An empty lot sits between two houses on New Heritage Drive in West Jordan. The home that used to be there was demolished to make room for a freeway-style interchange at the nearby Bangerter Highway and 9000 South intersection. (Tori La Rue/City Journals)

Empty lots on Alveron Drive in Taylorsville where homes used to stand. The Utah Department of Transportation obtained the properties through eminent domain in the process to create a freeway-style interchange at the 5400 South and Bangerter Highway intersection. (Tori La Rue/City Journals)

don’t want to deal with it.” While UDOT tries to take personal interests into account when making the home purchases, the department also needs to think what will be best for the community, Gleason said, adding that there’s a certain set of criteria that must usually be met before a house will be purchased. The Brusches said they didn’t mind that the home backed Bangerter Highway when they bought it seven years ago, but bringing the sound wall eight feet closer to the house could be a deal-breaker for the young family. “I have little ones, and I want them to be able to play outside,” Brush said. “The yard will be smaller, and the on-ramp will be right in our backyard. There will be more noise and pollution, and I don’t want my kids to breathe that in.” Brusch said she and her husband haven’t decided whether they will put their house up for sale but are considering all options. “UDOT said we won’t be affected by the value, but if it’s really going to be a freeway-style, the home won’t be as desirable,” Brusch said. “The house across the street took a huge hit because of the project, so I don’t know if I want to get lowballed out there and lose money.” Brush said she’s still contacting UDOT to get an appraisal on her home to find out how much they’d pay for the property. “I’m still trying,” she said. “I just think everyone should have the option to get bought out.”

learned UDOT was collecting properties through eminent domain. “I was just shocked,” she said. “I was never contacted. I had to be the one to contact UDOT myself.” An appraiser came to look at Jensen’s home and told her how mch they’d pay her to leave her home. Jensen said it’s hard to leave because she loves the area but said she’s mostly frustrated because she wasn’t given a definite timeline. “I would have liked to build my own home, but they took so long to give me a timeline that I had to buy a home that was already built,” Jensen said. Jensen’s house, along with many in her neighborhood, was only seven years old. She and her neighbors voiced concerns that UDOT should have known about the acquisition process long before their homes were built and stopped development from occurring.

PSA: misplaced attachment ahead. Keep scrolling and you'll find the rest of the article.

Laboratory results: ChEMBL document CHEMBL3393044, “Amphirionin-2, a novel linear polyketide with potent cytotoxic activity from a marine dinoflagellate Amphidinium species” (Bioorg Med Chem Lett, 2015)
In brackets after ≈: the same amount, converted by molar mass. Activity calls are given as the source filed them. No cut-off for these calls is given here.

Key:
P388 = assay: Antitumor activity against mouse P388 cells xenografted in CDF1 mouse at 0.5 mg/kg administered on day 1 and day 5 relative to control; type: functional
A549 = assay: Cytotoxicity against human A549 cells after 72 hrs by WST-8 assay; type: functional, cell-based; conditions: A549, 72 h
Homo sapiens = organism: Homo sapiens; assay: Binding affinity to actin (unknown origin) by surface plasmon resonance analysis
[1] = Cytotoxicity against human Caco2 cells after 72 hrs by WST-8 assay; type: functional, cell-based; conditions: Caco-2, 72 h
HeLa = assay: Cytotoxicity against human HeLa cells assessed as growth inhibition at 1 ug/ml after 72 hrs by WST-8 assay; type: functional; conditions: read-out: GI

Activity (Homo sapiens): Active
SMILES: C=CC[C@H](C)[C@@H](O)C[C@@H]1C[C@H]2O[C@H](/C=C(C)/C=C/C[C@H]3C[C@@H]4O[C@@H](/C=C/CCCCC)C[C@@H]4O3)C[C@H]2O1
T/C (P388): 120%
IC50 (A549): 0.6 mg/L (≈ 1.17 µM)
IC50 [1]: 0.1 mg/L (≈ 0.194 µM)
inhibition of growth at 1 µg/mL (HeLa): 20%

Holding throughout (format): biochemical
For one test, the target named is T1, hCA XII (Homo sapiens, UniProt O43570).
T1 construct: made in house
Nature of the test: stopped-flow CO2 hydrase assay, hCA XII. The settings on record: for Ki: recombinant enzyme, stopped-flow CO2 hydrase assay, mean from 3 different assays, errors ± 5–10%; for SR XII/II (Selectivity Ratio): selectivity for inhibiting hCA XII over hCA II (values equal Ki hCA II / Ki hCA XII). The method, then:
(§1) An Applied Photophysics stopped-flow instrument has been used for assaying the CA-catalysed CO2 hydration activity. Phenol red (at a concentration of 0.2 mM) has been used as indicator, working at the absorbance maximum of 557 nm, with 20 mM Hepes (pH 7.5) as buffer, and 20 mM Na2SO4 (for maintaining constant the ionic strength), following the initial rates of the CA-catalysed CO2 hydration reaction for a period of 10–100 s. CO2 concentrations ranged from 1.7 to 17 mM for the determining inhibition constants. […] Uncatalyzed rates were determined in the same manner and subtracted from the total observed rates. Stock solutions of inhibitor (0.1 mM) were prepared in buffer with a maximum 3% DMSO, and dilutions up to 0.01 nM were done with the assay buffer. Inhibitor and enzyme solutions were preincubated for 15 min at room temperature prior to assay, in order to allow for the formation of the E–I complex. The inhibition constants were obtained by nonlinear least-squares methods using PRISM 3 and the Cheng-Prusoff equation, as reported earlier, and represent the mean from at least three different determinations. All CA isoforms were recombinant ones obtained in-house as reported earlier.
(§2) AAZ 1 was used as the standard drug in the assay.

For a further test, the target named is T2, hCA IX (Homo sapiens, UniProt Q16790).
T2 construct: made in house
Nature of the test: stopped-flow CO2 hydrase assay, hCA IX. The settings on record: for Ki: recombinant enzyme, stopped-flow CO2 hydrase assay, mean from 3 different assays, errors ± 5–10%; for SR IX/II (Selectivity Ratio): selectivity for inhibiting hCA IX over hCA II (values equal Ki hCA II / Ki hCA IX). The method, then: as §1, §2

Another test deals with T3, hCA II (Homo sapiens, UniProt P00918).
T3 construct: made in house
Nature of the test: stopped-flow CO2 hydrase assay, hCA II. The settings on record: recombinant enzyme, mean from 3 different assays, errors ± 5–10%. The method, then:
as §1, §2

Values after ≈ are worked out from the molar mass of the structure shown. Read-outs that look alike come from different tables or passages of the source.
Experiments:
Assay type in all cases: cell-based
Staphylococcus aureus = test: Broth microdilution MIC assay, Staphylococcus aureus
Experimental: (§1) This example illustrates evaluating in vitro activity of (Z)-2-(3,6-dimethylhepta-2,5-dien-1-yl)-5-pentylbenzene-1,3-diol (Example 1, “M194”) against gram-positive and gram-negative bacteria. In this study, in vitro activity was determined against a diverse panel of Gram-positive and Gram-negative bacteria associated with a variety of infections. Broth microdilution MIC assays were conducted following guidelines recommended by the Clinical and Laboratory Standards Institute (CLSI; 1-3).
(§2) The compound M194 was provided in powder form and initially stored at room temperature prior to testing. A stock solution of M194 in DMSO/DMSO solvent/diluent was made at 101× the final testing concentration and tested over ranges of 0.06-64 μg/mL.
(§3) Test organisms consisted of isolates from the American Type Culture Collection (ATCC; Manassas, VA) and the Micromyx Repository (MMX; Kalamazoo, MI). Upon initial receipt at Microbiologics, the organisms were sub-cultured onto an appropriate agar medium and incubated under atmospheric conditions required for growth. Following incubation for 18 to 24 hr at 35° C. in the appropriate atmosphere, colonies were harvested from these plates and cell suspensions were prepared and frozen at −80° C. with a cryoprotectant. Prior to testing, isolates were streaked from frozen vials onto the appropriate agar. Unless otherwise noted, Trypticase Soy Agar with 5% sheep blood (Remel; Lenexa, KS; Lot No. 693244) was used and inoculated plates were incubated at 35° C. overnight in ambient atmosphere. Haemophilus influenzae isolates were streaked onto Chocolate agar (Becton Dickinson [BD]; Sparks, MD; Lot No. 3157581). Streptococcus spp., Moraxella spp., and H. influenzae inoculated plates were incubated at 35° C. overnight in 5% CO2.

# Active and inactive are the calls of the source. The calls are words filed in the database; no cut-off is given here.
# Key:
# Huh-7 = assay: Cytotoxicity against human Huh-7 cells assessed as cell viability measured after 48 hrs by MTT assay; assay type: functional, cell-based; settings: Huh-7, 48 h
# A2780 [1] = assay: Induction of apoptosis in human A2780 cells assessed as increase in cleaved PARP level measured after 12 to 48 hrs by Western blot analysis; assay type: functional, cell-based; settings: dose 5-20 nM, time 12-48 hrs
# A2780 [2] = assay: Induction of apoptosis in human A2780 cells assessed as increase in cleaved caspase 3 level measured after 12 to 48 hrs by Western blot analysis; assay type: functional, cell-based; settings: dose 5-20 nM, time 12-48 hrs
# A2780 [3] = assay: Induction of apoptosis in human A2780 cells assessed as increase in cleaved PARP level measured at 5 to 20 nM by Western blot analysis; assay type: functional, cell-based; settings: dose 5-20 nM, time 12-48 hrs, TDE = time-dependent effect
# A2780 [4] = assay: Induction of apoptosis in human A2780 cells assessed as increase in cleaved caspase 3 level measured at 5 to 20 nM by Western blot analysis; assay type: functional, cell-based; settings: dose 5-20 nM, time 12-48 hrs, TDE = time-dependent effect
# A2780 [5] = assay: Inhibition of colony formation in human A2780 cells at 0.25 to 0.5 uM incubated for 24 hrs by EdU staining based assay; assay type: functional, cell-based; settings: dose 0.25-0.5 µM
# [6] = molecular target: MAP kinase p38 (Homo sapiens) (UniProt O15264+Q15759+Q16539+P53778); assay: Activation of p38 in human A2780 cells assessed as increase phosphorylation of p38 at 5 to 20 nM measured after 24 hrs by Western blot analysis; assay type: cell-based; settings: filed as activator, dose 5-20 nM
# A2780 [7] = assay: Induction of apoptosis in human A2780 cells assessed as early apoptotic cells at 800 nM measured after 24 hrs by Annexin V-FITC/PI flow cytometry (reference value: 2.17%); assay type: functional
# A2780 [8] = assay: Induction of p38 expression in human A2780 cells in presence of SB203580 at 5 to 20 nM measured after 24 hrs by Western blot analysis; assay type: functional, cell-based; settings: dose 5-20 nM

The Erdmann Story: Expropriation—a convenient way to sell Brusch’s neighbor, Amanda Erdmann, had better luck getting UDOT to purchase her home. Erdmann’s husband had moved to Oklahoma for work, so she’d already hired a real estate agent to sell her home when UDOT notified residents they were looking to acquire homes within the neighborhood. Erdmann immediately contacted UDOT and told them of her situation. She said she “fought hard” to be bought out, and UDOT agreed. “We were a different situation where we lucked out,” Erdmann said. “UDOT was easier than if we would have sold our house the other way. We didn’t have to pay Relator fees or closing costs—they just showed up with the offer, but I know it wasn’t like that for a lot of other people.” The Jensen Story: Unable to build People started asking Kenzie Jensen when she was moving out of her home at 11163 South Tippecanoe Way. That’s how she said she

Future Acquisitions While UDOT does have a long-range transportation plan that extends until 2040, Gleason said the department doesn’t always know which homes will be affected. “We do our best to preserve right of way, but without environmental study process, we don’t know where the improvements will go or where alignments will be,” he said. “For the four new interchanges we started that process on December 2015, and we worked with the cities to prevent additional development or construction at that time, but until the environment process is complete, we don’t know where the improvements will go.” Gleason suggests homebuyers check UDOT’s long-term plan before making a home purchase to discover if there’s a chance that their home could be acquired in a similar process. The long-term plan is found on the department’s website in map form separated by region. Because housing developments and businesses are sprouting along the sides of the Mountain View Corridor, many residents affected by the Bangerter project have expressed concerns that a similar acquisition process will need to occur when that road expands. Joe Kammerer, project director for the Mountain View Corridor, said it’s not likely that eminent domain will be utilized to the same extent along the new western highway. Mountain View Corridor was built with the outside lanes first to preserve the right of way, he said. When that road expands, it will fill in inside lanes using the right of way they’ve already acquired, he said. l


S outhV alley Journal.Com

March 2017 | Page 17 SALT LAKE TRIBUNE